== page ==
Job Hunting? Hide These 3 Things on Facebook

By now, everyone knows that social media can ruin your chances of getting hired. Still, privacy settings can be confusing, on Facebook in particular, and there's a pervasive (and misguided) sense that oversharing is the new normal. If you must use Facebook to update everyone from your old high school classmates to your first boss on your summer plans, be smart and hide anything that reflects poorly on you from a professional perspective.

Facebook 

(Photo Credit: dkalo/Flickr)

The following should never, ever make it to the general public via your Facebook account:

1. Smack-talking about a former job.

"A pal of mine who recently passed the bar and thinks she's smarter than me did this, without changing her Facebook privacy settings, and the post was public," writes Jessica Sager at The Grindstone. "Her new employer saw it, and it wasn't pretty."

Employers can and will rescind an offer if they read something bad about their company on your Facebook or Twitter accounts. If they see that you're the kind of person who gossips about your former company or co-workers, they might just neglect to make an offer in the first place.

2. Cussin' and fightin'.

Your old teachers were right: swearing makes you look vulgar. Ditto getting into arguments with people online. "But celebrities do it all the time!" Yes, and see how silly they look. Don't get into it. Rise above the fray and you'll remain unsullied by folks who'd rather roll around in the virtual mud.

3. Clothing, or lack thereof, that you wouldn't wear to work.

Before you post a picture, ask yourself: would I wear this to a company function? If the answer is no, restrict it to your closest friends, or don't post it at all.

Tell Us What You Think

What do you hide from prospective employers on social media? We want to hear from you! Leave a comment or join the discussion on Twitter.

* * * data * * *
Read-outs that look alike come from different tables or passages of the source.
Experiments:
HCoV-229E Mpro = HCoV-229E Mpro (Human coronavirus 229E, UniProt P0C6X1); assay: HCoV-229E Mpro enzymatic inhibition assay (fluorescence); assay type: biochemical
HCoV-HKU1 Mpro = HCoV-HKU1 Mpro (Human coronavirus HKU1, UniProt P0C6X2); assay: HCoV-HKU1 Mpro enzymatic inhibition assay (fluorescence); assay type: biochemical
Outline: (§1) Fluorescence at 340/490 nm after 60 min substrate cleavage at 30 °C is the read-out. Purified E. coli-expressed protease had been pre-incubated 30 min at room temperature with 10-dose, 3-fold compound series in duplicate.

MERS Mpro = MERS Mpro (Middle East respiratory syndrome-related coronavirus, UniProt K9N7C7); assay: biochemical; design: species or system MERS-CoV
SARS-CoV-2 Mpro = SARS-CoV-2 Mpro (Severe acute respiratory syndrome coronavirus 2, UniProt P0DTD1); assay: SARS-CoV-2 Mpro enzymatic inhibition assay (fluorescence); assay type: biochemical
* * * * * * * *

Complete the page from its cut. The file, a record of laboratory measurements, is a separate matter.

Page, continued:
7 Comments

  1. 7 Faith 13 Jun
    Very true. I personally do not do such ANYMORE :-)  
  2. 6 keish 23 May
    Cut and paste Juste's comment from 5/22. Period. Bam. Boom. If they want to see all then they will have all - your life that is. No work - life balance there, people.
  3. 5 RB 23 May
    I do not have work colleagues who I share only a professional relationship with on Facebook...that connection is for LinkedIn. ..and there is no cross posting between FB and LI. My Facebook is totally locked down...for family and real friends...no sneaky surprises from bosses in my space. The less than handful of people from work are further grouped into a limited group on FB. Draw and maintain the line between professional and private. 
  4. 4 Chris 23 May

    Hypocrisis - be two different persons - one at home and private, another one in public/at job.

    Of course don't publish nude pictures, as well as you wouldn't show your nude pictures to everyone, or shout at children only privately and in anger. Wouldn't publish it either - in writing.

  5. 3 Juste 22 May
    All of the above advise makes sense, but my question is where does it stop? Where do we draw the line in the sand and say a company may not venture further into what is supposed to be your private life? Would the open their books to you and accept that you can read all about their bad/wrong decisions, times where they wronged employees, ignored harassment, nepotism, favouritism, etc.? They are no more perfect than you, so figure out your FB privacy settings and don't work for a company that insists on seeing you FB. It says more about them than a photo with a bottle of beer in your hand can ever say about you. I'll bet they have a high staff turnover too that they wouldn't want to explain to you.
  6. 2 Grace 22 May

    Totally right! And not just that I wouldn't share details about my current/former job whereabouts as privacy is a big concern for most employers. Plus yes, why do we have to be that "open" pretending what we're not to (in most of the cases) people that we don't even know? 

  7. 1 Gayle 22 May
    I personally don't do any of the 3 things that you have listed on my fb. I don't talk badly of anyone. I don't bitch or fight and I don't swear (badly). Some of my fb "friends" are children. Facebook is "in public". When did we start thinking it was okay to publicize thing we would only have done/said in private? It's not just about what a future employer thinks of you. What about everyone else? Perhaps I'm just a little bit old fashioned :)

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